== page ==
The green lima beans are available frozen at the Metro - in German they are called "Dicke Bohnen", sometimes "Butterbohnen". I've seen them in the freezers in Asian stores, too.

A good replacement are frozen green soybeans aka edamame (without the pods).

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On 2/10/2019, 9:40:00, Sir Percy B said:

 

Out of interest where did you get the Lima Beans or Butter Beans as I know them.

 

I have only ever seen them here in Berlin in the frozen section but I don't need a kilo at a time.

 

Try a Turkish market. I've seen them fresh in the pod yesterday.

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I've never seen fresh lima beans anywhere in Germany, not even at local Turkish markets which I visit pretty frequently as they have a great array of veg.  Lima pods are quite large and look more like a pea pod - the pod is rather thin and can be "zipped" open, then simply pop the beans out similar to shucking fresh peas.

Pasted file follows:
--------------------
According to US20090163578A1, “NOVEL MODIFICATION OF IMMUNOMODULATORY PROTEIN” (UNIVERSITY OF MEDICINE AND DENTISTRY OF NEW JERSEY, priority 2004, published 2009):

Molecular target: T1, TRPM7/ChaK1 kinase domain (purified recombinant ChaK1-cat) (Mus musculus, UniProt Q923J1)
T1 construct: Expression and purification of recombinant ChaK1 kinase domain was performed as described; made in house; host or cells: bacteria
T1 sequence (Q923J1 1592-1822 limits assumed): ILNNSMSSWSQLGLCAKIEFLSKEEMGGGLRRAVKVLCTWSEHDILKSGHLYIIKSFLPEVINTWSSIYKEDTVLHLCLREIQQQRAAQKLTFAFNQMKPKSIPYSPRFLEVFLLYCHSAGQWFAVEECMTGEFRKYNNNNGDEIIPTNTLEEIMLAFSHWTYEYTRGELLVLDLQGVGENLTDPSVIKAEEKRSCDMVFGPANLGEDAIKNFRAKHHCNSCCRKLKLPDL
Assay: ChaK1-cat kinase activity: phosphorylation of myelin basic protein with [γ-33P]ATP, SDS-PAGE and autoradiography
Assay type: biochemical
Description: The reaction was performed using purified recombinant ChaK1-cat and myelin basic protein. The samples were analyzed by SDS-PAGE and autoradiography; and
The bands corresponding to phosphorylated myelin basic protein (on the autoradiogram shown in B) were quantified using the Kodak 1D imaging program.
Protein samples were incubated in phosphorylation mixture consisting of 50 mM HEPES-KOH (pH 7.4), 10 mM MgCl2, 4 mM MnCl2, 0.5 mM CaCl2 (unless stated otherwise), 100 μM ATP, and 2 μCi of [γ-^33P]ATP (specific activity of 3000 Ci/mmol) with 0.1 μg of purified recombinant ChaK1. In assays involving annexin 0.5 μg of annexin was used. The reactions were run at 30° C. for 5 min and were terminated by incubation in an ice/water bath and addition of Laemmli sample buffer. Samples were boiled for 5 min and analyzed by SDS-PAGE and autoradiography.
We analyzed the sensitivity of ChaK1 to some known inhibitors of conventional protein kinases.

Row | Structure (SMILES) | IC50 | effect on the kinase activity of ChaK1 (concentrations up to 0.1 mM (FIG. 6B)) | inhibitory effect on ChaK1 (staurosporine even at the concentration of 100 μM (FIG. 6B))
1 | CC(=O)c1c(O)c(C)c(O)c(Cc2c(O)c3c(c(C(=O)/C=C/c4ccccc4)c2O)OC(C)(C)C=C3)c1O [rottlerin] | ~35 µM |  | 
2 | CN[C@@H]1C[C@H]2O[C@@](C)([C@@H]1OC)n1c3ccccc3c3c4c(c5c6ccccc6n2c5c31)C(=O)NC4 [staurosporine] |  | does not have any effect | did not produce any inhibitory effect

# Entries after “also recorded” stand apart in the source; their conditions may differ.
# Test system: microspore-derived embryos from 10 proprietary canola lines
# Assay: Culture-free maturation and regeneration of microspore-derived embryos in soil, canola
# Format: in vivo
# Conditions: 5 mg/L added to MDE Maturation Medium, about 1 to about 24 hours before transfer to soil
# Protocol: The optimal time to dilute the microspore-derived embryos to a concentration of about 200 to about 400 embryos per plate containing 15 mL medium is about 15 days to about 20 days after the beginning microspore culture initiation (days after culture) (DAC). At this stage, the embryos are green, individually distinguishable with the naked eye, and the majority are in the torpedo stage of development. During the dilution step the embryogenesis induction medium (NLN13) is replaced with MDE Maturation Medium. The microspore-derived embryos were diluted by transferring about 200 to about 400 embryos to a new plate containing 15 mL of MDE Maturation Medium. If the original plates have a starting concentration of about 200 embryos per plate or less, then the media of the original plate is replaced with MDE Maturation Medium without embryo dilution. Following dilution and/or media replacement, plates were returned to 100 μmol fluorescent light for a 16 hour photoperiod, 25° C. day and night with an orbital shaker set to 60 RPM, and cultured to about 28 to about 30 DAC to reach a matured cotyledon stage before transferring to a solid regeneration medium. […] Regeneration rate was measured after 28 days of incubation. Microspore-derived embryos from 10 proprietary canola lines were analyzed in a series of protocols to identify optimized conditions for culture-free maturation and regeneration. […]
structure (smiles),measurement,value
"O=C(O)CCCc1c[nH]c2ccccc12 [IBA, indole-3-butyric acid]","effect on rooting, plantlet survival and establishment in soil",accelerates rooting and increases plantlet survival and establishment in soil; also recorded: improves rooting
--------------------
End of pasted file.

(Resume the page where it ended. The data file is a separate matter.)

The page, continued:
Most of the broad beans I see here are in the direction of favas - the pod looks more like a string bean - more round than flat (though somewhat flat of course) - and they often have a spongy material inside around the beans that makes shucking them more difficult.

 

IME favas and similar varieties are a lot more work to prepare...first shuck them, then blanch so you can remove the thick skins on each bean, then finally prepare what's left for your meal.  Lima beans have a much thinner skin on the bean itself so you can simply prepare them (or just eat them!) straight from the pod.

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Don't eat any raw beans, this can cause health problems in people with a genetic disposition towards favism.

We already talked abput that on an earlier thread.